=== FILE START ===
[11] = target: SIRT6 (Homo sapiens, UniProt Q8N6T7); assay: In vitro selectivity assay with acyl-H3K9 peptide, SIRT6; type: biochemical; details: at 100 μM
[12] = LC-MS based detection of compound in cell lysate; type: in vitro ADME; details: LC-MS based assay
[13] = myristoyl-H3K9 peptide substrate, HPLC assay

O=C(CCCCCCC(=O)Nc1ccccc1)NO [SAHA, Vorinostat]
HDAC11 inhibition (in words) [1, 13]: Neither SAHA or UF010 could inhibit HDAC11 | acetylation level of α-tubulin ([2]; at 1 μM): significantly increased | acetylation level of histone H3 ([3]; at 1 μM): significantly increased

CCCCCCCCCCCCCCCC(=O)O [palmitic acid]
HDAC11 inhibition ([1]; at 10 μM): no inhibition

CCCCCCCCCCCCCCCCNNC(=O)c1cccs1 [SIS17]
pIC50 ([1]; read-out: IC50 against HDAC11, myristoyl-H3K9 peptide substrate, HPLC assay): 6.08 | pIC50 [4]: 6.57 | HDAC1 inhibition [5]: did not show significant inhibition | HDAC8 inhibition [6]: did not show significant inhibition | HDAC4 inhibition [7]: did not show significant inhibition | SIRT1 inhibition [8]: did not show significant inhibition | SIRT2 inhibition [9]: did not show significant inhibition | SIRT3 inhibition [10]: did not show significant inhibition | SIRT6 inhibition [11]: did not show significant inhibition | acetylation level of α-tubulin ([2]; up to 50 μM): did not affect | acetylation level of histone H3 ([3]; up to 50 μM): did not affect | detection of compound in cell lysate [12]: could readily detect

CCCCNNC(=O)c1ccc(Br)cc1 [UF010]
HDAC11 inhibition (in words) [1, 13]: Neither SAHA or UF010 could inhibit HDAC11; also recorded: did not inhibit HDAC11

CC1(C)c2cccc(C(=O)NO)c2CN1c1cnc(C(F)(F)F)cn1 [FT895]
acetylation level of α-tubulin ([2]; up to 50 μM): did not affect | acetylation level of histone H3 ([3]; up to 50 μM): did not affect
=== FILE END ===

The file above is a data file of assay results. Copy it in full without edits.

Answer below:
[11] = target: SIRT6 (Homo sapiens, UniProt Q8N6T7); assay: In vitro selectivity assay with acyl-H3K9 peptide, SIRT6; type: biochemical; details: at 100 μM
[12] = LC-MS based detection of compound in cell lysate; type: in vitro ADME; details: LC-MS based assay
[13] = myristoyl-H3K9 peptide substrate, HPLC assay

O=C(CCCCCCC(=O)Nc1ccccc1)NO [SAHA, Vorinostat]
HDAC11 inhibition (in words) [1, 13]: Neither SAHA or UF010 could inhibit HDAC11 | acetylation level of α-tubulin ([2]; at 1 μM): significantly increased | acetylation level of histone H3 ([3]; at 1 μM): significantly increased

CCCCCCCCCCCCCCCC(=O)O [palmitic acid]
HDAC11 inhibition ([1]; at 10 μM): no inhibition

CCCCCCCCCCCCCCCCNNC(=O)c1cccs1 [SIS17]
pIC50 ([1]; read-out: IC50 against HDAC11, myristoyl-H3K9 peptide substrate, HPLC assay): 6.08 | pIC50 [4]: 6.57 | HDAC1 inhibition [5]: did not show significant inhibition | HDAC8 inhibition [6]: did not show significant inhibition | HDAC4 inhibition [7]: did not show significant inhibition | SIRT1 inhibition [8]: did not show significant inhibition | SIRT2 inhibition [9]: did not show significant inhibition | SIRT3 inhibition [10]: did not show significant inhibition | SIRT6 inhibition [11]: did not show significant inhibition | acetylation level of α-tubulin ([2]; up to 50 μM): did not affect | acetylation level of histone H3 ([3]; up to 50 μM): did not affect | detection of compound in cell lysate [12]: could readily detect

CCCCNNC(=O)c1ccc(Br)cc1 [UF010]
HDAC11 inhibition (in words) [1, 13]: Neither SAHA or UF010 could inhibit HDAC11; also recorded: did not inhibit HDAC11

CC1(C)c2cccc(C(=O)NO)c2CN1c1cnc(C(F)(F)F)cn1 [FT895]
acetylation level of α-tubulin ([2]; up to 50 μM): did not affect | acetylation level of histone H3 ([3]; up to 50 μM): did not affect